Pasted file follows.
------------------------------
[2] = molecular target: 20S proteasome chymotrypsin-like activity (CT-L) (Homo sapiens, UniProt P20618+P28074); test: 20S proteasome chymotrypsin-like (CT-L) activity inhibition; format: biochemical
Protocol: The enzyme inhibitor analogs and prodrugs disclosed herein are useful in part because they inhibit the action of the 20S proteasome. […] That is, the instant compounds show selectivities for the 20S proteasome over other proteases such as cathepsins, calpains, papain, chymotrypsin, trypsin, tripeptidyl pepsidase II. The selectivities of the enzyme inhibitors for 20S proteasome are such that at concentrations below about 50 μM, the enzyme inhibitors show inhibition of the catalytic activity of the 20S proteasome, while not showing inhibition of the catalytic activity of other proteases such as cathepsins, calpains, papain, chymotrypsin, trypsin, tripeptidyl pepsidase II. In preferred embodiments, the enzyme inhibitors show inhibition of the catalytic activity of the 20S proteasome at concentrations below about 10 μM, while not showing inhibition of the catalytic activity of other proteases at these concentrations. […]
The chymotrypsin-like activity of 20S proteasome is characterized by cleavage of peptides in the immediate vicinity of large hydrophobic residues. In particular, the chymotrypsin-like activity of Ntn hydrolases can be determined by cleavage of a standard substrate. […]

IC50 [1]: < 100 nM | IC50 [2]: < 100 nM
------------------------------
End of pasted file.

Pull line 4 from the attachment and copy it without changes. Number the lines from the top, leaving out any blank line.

IC50 [1]: < 100 nM | IC50 [2]: < 100 nM